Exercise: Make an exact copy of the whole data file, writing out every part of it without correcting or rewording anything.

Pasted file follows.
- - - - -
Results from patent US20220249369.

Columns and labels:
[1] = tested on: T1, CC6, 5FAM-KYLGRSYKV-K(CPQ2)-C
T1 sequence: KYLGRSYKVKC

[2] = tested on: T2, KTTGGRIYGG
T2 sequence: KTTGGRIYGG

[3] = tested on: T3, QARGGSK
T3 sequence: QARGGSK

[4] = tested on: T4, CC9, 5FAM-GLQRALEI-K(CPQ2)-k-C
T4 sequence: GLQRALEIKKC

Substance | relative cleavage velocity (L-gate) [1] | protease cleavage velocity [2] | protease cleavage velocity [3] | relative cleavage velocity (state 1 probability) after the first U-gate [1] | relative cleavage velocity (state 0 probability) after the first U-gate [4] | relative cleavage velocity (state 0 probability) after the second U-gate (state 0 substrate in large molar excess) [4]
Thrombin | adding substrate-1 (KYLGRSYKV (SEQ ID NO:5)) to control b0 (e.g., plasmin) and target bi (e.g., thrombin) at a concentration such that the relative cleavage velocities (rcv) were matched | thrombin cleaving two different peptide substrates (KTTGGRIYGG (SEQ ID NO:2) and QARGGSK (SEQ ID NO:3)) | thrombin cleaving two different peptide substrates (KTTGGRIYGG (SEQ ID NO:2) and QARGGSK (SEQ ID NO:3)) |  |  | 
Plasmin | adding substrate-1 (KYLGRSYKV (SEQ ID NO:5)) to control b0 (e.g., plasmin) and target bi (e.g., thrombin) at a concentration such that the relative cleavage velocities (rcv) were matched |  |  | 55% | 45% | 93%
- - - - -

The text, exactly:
Results from patent US20220249369.

Columns and labels:
[1] = tested on: T1, CC6, 5FAM-KYLGRSYKV-K(CPQ2)-C
T1 sequence: KYLGRSYKVKC

[2] = tested on: T2, KTTGGRIYGG
T2 sequence: KTTGGRIYGG

[3] = tested on: T3, QARGGSK
T3 sequence: QARGGSK

[4] = tested on: T4, CC9, 5FAM-GLQRALEI-K(CPQ2)-k-C
T4 sequence: GLQRALEIKKC

Substance | relative cleavage velocity (L-gate) [1] | protease cleavage velocity [2] | protease cleavage velocity [3] | relative cleavage velocity (state 1 probability) after the first U-gate [1] | relative cleavage velocity (state 0 probability) after the first U-gate [4] | relative cleavage velocity (state 0 probability) after the second U-gate (state 0 substrate in large molar excess) [4]
Thrombin | adding substrate-1 (KYLGRSYKV (SEQ ID NO:5)) to control b0 (e.g., plasmin) and target bi (e.g., thrombin) at a concentration such that the relative cleavage velocities (rcv) were matched | thrombin cleaving two different peptide substrates (KTTGGRIYGG (SEQ ID NO:2) and QARGGSK (SEQ ID NO:3)) | thrombin cleaving two different peptide substrates (KTTGGRIYGG (SEQ ID NO:2) and QARGGSK (SEQ ID NO:3)) |  |  | 
Plasmin | adding substrate-1 (KYLGRSYKV (SEQ ID NO:5)) to control b0 (e.g., plasmin) and target bi (e.g., thrombin) at a concentration such that the relative cleavage velocities (rcv) were matched |  |  | 55% | 45% | 93%